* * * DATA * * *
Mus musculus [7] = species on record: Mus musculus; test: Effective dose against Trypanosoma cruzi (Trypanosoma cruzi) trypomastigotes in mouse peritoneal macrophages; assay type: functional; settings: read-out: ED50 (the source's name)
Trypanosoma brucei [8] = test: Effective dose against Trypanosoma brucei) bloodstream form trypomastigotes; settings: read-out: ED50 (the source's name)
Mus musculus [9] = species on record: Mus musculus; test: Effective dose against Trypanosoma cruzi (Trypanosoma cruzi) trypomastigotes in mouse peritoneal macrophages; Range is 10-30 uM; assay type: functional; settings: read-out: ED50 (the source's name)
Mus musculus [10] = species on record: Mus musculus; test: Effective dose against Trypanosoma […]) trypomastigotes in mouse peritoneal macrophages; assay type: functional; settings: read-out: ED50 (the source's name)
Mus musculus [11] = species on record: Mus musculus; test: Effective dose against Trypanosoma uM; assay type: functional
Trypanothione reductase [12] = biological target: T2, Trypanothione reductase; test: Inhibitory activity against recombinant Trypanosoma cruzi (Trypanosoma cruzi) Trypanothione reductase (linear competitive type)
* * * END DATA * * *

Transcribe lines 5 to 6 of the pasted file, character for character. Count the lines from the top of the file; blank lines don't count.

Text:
Mus musculus [11] = species on record: Mus musculus; test: Effective dose against Trypanosoma uM; assay type: functional
Trypanothione reductase [12] = biological target: T2, Trypanothione reductase; test: Inhibitory activity against recombinant Trypanosoma cruzi (Trypanosoma cruzi) Trypanothione reductase (linear competitive type)